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Finding the words in the dustcloud

BY EMANUEL GEORGE

In comparison to 1,000-pound marble sculptures and 50-foot murals, the art of poetry seems like a much easy art form to travel with, but there are a surprising number of obstacles in sharing poetry. Language is the largest barrier preventing some poems from reaching a worldwide audience. There are many letters, words, and expressions that may not even exist when jumping from one language to another and that’s where people like Jeannine M. Pitas come into the picture.

Pitas is an assistant professor of English and Spanish at the University of Dubuque in Iowa, a writer, a poet, and a Spanish-English translator. Her latest endeavor has been her work with Jesus Maya on La Tolvanera which she performed last Saturday at the Workers Action Centre.

“When you are translating, you are focusing on every word and every image,” said Pitas. “You are going literally word for word or saying. You say, what is this poet trying to get across here and make something in English – it is never going to be the exact same. It’s not like Google where you just put the words in and the machine and it translates it. It’s about often finding a different word, a different expression in English to get the same idea.”

Through this painstaking process of combing over texts with a fine-tooth comb, translators of poetry and other creative works often develop deep relationships with the pieces and authors they work with. They must be able to understand not just the words on a page but the emotion behind those words.

“There is a theorist, Gayatri Spivak, and she has written about translation that it is the most intimate act of reading and I think that’s really what it comes down to. Reading the text very closely and that means getting the context.”

“The first translation project that I did I was translating a poet who was actually deceased. So the way I went about it was I went there, I was physically there. I met her family I met her friends. It was almost like I was a detective looking for clues about her.”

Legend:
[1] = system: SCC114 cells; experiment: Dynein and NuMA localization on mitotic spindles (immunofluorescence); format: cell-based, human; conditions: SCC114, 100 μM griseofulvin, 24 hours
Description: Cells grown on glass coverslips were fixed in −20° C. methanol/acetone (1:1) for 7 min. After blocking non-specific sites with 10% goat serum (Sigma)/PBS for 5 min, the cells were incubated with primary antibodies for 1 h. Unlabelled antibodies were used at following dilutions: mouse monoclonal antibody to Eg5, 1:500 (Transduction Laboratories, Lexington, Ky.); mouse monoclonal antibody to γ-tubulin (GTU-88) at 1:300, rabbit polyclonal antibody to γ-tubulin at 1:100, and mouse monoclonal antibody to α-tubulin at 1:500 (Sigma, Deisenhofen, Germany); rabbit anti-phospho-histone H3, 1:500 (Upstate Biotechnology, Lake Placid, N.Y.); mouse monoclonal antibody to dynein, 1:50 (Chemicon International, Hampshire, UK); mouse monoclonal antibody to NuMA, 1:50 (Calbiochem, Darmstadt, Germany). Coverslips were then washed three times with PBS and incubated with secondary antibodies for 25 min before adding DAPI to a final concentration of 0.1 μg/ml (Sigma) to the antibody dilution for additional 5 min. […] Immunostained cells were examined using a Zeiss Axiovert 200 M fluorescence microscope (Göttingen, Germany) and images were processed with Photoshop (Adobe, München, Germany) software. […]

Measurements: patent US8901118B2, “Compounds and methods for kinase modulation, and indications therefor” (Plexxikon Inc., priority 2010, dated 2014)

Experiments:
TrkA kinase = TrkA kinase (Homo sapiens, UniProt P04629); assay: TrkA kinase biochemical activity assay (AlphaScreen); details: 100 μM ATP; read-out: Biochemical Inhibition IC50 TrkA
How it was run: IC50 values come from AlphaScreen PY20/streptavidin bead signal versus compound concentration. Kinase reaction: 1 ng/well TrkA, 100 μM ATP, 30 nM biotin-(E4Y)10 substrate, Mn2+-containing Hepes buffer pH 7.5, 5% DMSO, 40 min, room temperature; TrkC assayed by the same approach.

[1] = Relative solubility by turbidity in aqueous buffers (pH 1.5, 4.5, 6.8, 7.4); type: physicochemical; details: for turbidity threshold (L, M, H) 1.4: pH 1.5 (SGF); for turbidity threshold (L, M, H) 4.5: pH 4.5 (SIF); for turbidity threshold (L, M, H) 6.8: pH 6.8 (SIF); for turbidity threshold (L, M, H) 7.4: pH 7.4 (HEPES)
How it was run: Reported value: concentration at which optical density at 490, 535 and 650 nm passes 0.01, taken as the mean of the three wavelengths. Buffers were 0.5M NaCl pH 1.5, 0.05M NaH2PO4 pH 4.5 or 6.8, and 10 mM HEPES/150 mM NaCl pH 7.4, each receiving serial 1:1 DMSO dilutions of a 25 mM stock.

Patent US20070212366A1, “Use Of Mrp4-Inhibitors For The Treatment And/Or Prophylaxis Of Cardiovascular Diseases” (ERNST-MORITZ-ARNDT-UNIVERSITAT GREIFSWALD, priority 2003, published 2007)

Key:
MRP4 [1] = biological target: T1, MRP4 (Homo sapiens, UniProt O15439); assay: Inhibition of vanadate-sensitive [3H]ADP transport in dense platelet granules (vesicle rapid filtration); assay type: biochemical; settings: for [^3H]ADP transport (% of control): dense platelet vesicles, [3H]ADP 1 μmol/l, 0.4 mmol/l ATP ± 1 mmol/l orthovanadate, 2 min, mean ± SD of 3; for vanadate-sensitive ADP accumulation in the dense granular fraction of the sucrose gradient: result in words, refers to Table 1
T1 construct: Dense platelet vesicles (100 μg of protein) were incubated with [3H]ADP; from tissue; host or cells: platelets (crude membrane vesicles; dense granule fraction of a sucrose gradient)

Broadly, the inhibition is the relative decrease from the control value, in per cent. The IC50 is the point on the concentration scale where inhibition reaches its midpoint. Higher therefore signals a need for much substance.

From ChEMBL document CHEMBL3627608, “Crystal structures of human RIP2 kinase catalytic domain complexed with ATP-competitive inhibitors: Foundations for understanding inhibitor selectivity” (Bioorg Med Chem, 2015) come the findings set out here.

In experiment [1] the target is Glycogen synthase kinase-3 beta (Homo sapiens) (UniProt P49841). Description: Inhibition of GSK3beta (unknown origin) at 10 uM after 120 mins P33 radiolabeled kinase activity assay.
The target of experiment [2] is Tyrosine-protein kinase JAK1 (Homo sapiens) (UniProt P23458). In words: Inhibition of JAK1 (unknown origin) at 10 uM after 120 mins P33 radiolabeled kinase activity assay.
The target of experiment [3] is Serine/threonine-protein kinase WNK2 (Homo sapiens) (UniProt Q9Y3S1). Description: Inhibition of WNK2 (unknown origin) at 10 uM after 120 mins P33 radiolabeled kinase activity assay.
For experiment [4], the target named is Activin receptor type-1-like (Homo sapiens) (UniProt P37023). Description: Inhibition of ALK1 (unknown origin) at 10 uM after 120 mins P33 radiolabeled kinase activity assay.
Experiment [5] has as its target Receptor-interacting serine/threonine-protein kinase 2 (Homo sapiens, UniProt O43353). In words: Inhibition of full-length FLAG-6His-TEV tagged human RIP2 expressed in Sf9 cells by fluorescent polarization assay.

Pitas has known Jesus for a long time but only started her work on “La Tolvanera” in 2014. With a busy life, she worked on and off on translating it the last couple years till its completion in 2018. Pitas’ experience working with Maya was an exciting one.

“With Jesus, it obviously in many ways is a lot easier because he is my friend. You know it was fun but it was difficult because it’s a different world, it’s a world I don’t know. I did not grow up in Mexico City I do not have the experience of migrating from one country to another and in that way having a totally new experience a new language. I have not had that experience here, living here and looking like the majority of people. I have not experienced racism or had the fear of being deported.”

To be able to accurately capture all of these different experiences Pitas has worked in conjunction with Maya over the last couple of years. Her process consisted of creating a list of questions during her translation sessions and posing them to Maya when they met. She says they had about several of these meetings. She also consulted Maya’s bilingual wife and close friends.

Pitas says her work on this project is just about at an end. Pitas and Maya are now looking for a publisher and hope to have the work on shelves in the next year or so.

Written by
Emanuel George

Emanuel is a journalist, photographer and video editor currently at Sheridan College.

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Written by Emanuel George

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